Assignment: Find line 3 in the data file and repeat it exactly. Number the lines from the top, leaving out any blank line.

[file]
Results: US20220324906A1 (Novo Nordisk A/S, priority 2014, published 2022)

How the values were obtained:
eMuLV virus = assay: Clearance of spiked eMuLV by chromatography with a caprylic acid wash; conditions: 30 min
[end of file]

eMuLV virus = assay: Clearance of spiked eMuLV by chromatography with a caprylic acid wash; conditions: 30 min